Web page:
6 points about
Kong: Skull Island
Who wouldn’t be excited for this one? I know I am a bit late to the party, but I still had to get my thoughts out on one of my most anticipated movies of this year. Kong, is now part of this monsterverse, with the one and only Godzilla, and everything is in preparation for Kong vs Godzilla. I can’t bloody wait for that one. But we have to get our introduction to Kong first, so here it is. These are my 6 points on Kong Skull Island.
1. Kong was awesome!!
I usually do my first point on how the acting was, or how developed the characters were, but not this time. This movie is about Kong, and we really got to see him in action. Say what you will about this movie, but you can’t argue that Kong slam-dunking a helicopter isn’t pure entertainment. He looked really with regard to visuals, and for the most part any close-ups of him looked pretty real to me. The action was obviously brilliant with Kong. Our first proper introduction to him, when he is taking out all the choppers, is just excellent, and really well executed. The number one priority in a Kong movie is to have an epic Kong, and Kong: Skull Island had just that.
2. The characters were unbelievably bland.
All except for two, that is. I will talk about those in a minute, but everyone else was damn expendable in this movie. Tom Hiddleston and Brie Larson were there for literally one reason: They are good looking. Their characters were so dry, and I couldn’t care less. In the case of Brie Larson, we find out that she is an anti-war photographer…. That’s about it. Tom Hiddleston maps things, and really is only here because he is good-looking and people can say “hey, that’s the hot dude from Thor”. These two characters had a sort of romance that was very pushed and unnecessary. It was only really there for the sake of having a romance in the movie. There was a bunch of expendable soldiers in this movie also, and most of them were very generic and unnoticeable. As I am writing this, I literally only just remembered that John Goodman is in this movie. He literally did nothing!!!
3. Now for the good characters.
I wanted these two characters to have their own point, because they will get lost in the complaining of how bad the other characters were. To start, Samuel L. Jackson was great as always. His character arc and motivations were excellently executed, and I was genuinely very interested in seeing where his character would go. He played a military sergeant, who feels lost without having some kind of military orders. He lets this take his character over, and he really was great. John C. Reilly was also excellent in this movie, offering up some much needed comic relief. He played a character who had been stuck on Skull Island for 27 years, and he was pretty much just knew what was the do’s and don’ts of the island. He at least had some kind of interesting back-story, and was somebody to root for. Every other character in this movie, I simply had no affection for, and couldn’t care less if they were to meet their demise.
4. Jordan Vogt-Roberts really struggled.
Vogt-Roberts, who directed indie hot Kings of Summer, was the director plopped into this huge franchise. It really showed that he just didn’t have the experience at this level of filmmaking. He tried to put tons of different themes into the movie, and they just didn’t mesh well together. It was like he was making stuff up as he went along and also constantly changing his mind as he went along. Halfway through the movie, he realised that we know nothing about Skull Island, and hadn’t set up the Skullcrushers, so he just had John C. Reilly do a big monologue explaining everything. He also realised that the original always a connection between the main girl and Kong, so there was a couple of scenes just randomly plopped in about King Kong and Brie Larson connecting. There are numerous more examples of this ‘do it as you go along film-making’ and it just dragged the entire movie down. I feel like a J.J. Abrams would have made this a much more cohesive story, and that Jordan Vogt Roberts took a big career step far too soon, and he was simply out of his depth.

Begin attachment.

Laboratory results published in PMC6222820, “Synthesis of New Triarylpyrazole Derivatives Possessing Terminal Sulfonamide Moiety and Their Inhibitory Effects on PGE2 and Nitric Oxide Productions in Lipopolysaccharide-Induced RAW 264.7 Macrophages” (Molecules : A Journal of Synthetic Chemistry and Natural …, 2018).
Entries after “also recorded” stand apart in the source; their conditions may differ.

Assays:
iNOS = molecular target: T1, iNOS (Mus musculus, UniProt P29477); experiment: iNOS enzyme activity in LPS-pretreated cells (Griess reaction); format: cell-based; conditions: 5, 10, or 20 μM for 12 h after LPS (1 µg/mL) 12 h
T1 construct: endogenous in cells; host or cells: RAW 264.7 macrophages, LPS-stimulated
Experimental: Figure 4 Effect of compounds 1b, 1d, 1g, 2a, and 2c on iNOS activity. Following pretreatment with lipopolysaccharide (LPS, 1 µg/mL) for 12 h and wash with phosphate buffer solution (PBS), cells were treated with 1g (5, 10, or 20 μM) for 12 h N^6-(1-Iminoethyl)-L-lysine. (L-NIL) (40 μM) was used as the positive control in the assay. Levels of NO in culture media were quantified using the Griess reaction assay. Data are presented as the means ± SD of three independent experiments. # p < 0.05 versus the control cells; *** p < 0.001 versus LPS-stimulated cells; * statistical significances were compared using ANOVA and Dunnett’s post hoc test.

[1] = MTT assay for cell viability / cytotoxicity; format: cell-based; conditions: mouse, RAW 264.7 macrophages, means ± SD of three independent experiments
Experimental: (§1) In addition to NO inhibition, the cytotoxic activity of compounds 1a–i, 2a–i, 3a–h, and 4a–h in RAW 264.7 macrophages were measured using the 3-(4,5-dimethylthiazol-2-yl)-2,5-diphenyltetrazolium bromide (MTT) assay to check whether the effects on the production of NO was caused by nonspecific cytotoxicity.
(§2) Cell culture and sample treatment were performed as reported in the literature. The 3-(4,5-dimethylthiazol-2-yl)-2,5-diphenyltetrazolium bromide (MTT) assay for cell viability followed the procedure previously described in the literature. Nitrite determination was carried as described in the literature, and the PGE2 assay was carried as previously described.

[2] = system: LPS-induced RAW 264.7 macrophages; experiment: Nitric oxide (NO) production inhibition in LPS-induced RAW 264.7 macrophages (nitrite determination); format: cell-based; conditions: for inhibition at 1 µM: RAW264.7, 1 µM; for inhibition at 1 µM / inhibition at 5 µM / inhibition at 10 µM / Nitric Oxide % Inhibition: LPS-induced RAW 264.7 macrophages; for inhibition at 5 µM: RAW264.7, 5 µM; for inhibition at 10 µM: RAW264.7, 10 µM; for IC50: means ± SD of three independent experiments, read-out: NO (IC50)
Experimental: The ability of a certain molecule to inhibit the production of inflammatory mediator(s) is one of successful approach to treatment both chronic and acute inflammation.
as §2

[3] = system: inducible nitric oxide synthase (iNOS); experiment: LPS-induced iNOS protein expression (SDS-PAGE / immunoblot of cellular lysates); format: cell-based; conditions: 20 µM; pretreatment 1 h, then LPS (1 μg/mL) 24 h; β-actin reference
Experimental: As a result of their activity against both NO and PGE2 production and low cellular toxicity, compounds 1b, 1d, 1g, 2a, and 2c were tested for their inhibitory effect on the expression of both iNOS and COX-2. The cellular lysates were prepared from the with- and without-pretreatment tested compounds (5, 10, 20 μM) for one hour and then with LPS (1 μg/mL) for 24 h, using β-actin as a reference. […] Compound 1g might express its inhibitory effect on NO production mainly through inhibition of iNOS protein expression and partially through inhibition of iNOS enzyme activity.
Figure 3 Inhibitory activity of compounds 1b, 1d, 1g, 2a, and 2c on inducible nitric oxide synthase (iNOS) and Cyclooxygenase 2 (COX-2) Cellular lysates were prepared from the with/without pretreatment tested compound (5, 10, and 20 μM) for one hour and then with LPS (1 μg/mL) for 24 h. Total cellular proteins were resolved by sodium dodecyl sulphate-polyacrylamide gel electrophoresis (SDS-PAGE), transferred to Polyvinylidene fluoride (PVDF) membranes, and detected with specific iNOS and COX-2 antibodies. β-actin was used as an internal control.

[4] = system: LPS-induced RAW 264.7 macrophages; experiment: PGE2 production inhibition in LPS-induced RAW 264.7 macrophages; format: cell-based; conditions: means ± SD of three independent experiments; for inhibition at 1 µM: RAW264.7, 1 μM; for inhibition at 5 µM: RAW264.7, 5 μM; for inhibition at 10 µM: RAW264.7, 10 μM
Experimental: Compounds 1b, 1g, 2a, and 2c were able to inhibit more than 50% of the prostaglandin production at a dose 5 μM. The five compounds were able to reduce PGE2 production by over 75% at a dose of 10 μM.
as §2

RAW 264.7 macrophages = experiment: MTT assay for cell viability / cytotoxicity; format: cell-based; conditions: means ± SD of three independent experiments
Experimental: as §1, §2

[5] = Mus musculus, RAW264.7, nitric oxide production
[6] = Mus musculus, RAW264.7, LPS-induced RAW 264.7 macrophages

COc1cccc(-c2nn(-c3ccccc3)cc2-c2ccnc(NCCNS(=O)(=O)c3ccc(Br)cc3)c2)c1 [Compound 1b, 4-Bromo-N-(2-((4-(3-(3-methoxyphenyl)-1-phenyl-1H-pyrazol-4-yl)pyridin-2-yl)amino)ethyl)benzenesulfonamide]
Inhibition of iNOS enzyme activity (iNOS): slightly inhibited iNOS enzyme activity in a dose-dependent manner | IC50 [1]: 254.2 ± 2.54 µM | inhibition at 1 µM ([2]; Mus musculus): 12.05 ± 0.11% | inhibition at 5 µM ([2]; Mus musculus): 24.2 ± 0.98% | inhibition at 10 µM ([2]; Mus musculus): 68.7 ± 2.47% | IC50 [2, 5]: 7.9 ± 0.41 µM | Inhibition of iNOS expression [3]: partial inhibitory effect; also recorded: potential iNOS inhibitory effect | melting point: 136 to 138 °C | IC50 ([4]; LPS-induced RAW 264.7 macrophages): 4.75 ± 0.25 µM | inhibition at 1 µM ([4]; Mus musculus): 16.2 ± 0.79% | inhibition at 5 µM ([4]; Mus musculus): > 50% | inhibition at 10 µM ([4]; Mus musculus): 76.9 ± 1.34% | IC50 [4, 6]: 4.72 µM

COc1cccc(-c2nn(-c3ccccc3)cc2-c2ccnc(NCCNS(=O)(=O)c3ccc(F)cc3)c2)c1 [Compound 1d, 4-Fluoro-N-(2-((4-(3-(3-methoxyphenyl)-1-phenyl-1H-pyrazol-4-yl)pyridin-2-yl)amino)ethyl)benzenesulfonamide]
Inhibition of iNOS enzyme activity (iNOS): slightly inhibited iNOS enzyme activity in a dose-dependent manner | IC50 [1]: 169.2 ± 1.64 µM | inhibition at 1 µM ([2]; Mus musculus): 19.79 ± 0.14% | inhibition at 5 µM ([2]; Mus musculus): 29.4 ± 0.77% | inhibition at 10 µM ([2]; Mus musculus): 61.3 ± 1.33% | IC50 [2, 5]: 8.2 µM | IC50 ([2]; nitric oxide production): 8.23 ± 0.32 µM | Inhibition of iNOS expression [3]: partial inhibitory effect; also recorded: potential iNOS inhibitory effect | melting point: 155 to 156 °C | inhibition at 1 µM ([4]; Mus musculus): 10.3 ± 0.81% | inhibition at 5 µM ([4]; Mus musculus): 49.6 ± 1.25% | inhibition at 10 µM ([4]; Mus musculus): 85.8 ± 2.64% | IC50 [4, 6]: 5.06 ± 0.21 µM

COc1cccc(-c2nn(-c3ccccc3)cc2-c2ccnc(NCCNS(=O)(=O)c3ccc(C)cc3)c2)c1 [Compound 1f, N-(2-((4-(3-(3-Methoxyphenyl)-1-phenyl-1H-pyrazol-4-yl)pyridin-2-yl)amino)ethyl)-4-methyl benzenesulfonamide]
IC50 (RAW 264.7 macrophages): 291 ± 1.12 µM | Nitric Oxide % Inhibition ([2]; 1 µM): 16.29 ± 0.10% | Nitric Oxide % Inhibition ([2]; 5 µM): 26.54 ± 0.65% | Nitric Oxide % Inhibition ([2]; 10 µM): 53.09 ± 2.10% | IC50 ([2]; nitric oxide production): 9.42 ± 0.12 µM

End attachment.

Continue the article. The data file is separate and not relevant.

5. Spoilers in point 6, so conclusion here instead.
Neither this or Godzilla were perfect movies, but they both were a hell of a lot of fun. I personally prefer Godzilla, as it just felt better put together. I hope that a big-name director gets Kong vs Godzilla, and that the movie is done right, and is as awesome as it should be. Despite some major gripes that I had with his movie, I had fun watching it. I don’t Vogt-Roberts was all bad in this movie, despite how harsh I may have been above. There was some great action, and he had a good grasp for what Kong should be. He just got a bit confused, for lack of a better word. I will rate Kong: Skull Island 7/10.
6. Spoilers, Spoilers, Look away if you haven’t seen Kong yet.
I thought that the ending to the actual movie was fine, and made sense really. I thought that Sam L. Jackson’s death was perfect for the character, but I am a bit sad that we won’t get more of him, as I think that he would be a great secondary villain in a future movie. But now to get onto what I really want to discuss, the end credits scene. A lot of people were annoyed at this scene, and just felt like this universe is trying to be a Marvel carbon copy. Not me though, I loved the end credits scene. It just got me so damn excited and just hearing Godzilla’s screech was more than enough to make me fist bump the air with excitement. Everything was tied together pretty well, and it all made sense. This wasn’t just tagged on for the sake of saying ‘guys look, Godzilla will be here soon’ but it actually made perfect sense story wise. I really just cannot wait to see Godzilla and Kong have a good old fashioned scrap.